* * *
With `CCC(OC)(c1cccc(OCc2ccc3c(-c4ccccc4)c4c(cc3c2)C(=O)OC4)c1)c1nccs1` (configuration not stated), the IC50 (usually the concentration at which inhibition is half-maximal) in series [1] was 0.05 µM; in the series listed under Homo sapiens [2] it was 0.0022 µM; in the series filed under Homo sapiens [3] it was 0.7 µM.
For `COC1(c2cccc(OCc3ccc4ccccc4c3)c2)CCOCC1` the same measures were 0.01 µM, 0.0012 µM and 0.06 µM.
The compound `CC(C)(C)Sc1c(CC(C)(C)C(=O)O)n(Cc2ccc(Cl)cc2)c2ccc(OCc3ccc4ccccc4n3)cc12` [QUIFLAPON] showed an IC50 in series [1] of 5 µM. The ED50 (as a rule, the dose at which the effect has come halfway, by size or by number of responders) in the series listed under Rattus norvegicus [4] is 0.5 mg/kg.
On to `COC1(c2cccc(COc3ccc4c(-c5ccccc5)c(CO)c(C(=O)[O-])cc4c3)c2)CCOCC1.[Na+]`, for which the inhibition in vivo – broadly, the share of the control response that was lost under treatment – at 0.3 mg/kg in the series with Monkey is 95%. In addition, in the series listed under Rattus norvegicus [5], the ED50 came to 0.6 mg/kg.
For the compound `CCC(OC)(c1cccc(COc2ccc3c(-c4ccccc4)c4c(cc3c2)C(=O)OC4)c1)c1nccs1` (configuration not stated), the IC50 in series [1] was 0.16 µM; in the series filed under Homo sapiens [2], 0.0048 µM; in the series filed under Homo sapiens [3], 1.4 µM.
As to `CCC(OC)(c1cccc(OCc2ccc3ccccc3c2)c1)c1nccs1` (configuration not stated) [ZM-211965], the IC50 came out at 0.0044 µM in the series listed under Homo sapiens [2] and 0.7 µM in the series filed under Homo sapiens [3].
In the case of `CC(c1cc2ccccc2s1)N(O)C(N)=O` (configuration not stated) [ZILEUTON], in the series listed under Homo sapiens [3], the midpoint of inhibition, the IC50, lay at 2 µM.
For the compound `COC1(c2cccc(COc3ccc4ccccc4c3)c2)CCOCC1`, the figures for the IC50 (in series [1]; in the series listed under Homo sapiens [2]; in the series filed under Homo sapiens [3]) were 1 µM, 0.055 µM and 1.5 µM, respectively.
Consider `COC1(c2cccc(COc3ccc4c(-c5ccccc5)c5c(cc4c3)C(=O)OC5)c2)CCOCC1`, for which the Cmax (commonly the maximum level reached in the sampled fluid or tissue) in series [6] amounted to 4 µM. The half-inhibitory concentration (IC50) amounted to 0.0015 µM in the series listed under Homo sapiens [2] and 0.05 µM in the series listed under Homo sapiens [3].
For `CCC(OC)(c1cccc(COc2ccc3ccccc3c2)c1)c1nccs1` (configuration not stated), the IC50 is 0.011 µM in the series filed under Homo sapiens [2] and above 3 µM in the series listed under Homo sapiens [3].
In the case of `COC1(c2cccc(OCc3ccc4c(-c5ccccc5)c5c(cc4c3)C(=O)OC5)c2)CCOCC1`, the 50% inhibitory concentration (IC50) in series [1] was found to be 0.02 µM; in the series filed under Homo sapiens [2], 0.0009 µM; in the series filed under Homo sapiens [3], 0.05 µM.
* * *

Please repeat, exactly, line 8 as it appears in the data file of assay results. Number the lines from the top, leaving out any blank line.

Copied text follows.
For the compound `COC1(c2cccc(COc3ccc4ccccc4c3)c2)CCOCC1`, the figures for the IC50 (in series [1]; in the series listed under Homo sapiens [2]; in the series filed under Homo sapiens [3]) were 1 µM, 0.055 µM and 1.5 µM, respectively.